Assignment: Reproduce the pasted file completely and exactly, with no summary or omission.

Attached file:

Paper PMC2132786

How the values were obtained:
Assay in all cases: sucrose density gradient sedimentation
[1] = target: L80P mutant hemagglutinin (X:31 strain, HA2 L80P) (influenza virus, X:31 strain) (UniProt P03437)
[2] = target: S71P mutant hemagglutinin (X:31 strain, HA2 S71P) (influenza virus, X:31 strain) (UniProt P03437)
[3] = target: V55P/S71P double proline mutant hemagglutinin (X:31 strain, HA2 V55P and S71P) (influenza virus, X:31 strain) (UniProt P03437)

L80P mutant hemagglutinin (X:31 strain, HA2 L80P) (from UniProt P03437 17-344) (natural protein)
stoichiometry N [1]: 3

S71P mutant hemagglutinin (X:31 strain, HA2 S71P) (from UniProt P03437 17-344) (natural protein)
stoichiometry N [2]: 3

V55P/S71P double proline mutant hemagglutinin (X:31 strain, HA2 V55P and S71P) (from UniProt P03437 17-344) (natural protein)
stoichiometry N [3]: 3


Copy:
Paper PMC2132786

How the values were obtained:
Assay in all cases: sucrose density gradient sedimentation
[1] = target: L80P mutant hemagglutinin (X:31 strain, HA2 L80P) (influenza virus, X:31 strain) (UniProt P03437)
[2] = target: S71P mutant hemagglutinin (X:31 strain, HA2 S71P) (influenza virus, X:31 strain) (UniProt P03437)
[3] = target: V55P/S71P double proline mutant hemagglutinin (X:31 strain, HA2 V55P and S71P) (influenza virus, X:31 strain) (UniProt P03437)

L80P mutant hemagglutinin (X:31 strain, HA2 L80P) (from UniProt P03437 17-344) (natural protein)
stoichiometry N [1]: 3

S71P mutant hemagglutinin (X:31 strain, HA2 S71P) (from UniProt P03437 17-344) (natural protein)
stoichiometry N [2]: 3

V55P/S71P double proline mutant hemagglutinin (X:31 strain, HA2 V55P and S71P) (from UniProt P03437 17-344) (natural protein)
stoichiometry N [3]: 3